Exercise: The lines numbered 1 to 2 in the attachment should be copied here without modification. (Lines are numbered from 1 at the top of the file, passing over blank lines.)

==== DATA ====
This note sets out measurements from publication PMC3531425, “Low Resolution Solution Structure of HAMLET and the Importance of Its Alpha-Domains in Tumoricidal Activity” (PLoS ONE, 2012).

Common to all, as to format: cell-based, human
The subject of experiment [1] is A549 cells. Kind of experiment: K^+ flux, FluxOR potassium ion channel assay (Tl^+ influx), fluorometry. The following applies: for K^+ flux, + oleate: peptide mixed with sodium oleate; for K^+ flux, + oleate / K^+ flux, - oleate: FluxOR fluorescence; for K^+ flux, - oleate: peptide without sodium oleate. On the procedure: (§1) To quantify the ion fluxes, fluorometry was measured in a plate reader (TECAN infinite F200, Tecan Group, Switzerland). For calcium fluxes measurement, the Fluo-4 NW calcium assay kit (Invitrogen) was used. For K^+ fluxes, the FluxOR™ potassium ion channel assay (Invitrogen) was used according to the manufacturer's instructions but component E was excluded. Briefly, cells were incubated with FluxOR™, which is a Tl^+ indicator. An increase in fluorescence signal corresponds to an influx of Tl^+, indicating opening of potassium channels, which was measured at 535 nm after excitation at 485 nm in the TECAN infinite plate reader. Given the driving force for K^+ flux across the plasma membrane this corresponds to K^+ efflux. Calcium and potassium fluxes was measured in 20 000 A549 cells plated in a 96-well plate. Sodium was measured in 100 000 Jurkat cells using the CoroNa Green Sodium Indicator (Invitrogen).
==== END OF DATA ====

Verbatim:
This note sets out measurements from publication PMC3531425, “Low Resolution Solution Structure of HAMLET and the Importance of Its Alpha-Domains in Tumoricidal Activity” (PLoS ONE, 2012).

Common to all, as to format: cell-based, human